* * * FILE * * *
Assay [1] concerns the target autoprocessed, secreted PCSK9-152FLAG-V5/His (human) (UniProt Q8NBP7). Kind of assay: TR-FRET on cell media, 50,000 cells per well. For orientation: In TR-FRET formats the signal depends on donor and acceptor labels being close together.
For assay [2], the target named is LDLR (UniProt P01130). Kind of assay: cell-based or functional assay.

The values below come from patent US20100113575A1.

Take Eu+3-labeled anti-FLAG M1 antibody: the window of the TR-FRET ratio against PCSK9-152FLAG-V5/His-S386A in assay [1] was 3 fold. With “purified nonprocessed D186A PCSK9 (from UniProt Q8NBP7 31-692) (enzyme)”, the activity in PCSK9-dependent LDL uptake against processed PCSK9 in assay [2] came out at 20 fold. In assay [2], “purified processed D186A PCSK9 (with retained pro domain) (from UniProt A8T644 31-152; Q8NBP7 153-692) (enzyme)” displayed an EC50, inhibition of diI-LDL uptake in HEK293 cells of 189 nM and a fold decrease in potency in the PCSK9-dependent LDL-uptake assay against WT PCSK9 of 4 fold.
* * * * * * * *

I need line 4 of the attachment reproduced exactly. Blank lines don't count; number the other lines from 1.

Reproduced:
Take Eu+3-labeled anti-FLAG M1 antibody: the window of the TR-FRET ratio against PCSK9-152FLAG-V5/His-S386A in assay [1] was 3 fold. With “purified nonprocessed D186A PCSK9 (from UniProt Q8NBP7 31-692) (enzyme)”, the activity in PCSK9-dependent LDL uptake against processed PCSK9 in assay [2] came out at 20 fold. In assay [2], “purified processed D186A PCSK9 (with retained pro domain) (from UniProt A8T644 31-152; Q8NBP7 153-692) (enzyme)” displayed an EC50, inhibition of diI-LDL uptake in HEK293 cells of 189 nM and a fold decrease in potency in the PCSK9-dependent LDL-uptake assay against WT PCSK9 of 4 fold.